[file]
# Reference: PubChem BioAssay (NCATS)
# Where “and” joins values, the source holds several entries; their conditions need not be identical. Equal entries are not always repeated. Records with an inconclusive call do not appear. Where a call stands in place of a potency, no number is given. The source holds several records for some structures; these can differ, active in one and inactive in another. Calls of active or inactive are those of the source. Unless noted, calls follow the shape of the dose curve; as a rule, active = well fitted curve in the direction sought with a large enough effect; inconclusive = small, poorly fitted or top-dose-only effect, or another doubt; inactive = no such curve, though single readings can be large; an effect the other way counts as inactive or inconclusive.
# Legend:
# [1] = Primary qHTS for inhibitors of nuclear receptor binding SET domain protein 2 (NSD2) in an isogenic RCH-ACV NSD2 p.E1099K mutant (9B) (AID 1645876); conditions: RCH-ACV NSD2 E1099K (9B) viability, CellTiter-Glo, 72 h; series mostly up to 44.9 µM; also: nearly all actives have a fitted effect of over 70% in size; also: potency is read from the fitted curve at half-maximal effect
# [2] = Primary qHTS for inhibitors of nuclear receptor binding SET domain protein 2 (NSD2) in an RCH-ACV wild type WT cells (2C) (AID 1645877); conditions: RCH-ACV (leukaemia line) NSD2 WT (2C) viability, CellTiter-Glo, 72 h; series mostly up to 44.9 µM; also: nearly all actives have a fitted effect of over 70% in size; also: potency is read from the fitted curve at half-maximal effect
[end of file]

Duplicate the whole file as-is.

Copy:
# Reference: PubChem BioAssay (NCATS)
# Where “and” joins values, the source holds several entries; their conditions need not be identical. Equal entries are not always repeated. Records with an inconclusive call do not appear. Where a call stands in place of a potency, no number is given. The source holds several records for some structures; these can differ, active in one and inactive in another. Calls of active or inactive are those of the source. Unless noted, calls follow the shape of the dose curve; as a rule, active = well fitted curve in the direction sought with a large enough effect; inconclusive = small, poorly fitted or top-dose-only effect, or another doubt; inactive = no such curve, though single readings can be large; an effect the other way counts as inactive or inconclusive.
# Legend:
# [1] = Primary qHTS for inhibitors of nuclear receptor binding SET domain protein 2 (NSD2) in an isogenic RCH-ACV NSD2 p.E1099K mutant (9B) (AID 1645876); conditions: RCH-ACV NSD2 E1099K (9B) viability, CellTiter-Glo, 72 h; series mostly up to 44.9 µM; also: nearly all actives have a fitted effect of over 70% in size; also: potency is read from the fitted curve at half-maximal effect
# [2] = Primary qHTS for inhibitors of nuclear receptor binding SET domain protein 2 (NSD2) in an RCH-ACV wild type WT cells (2C) (AID 1645877); conditions: RCH-ACV (leukaemia line) NSD2 WT (2C) viability, CellTiter-Glo, 72 h; series mostly up to 44.9 µM; also: nearly all actives have a fitted effect of over 70% in size; also: potency is read from the fitted curve at half-maximal effect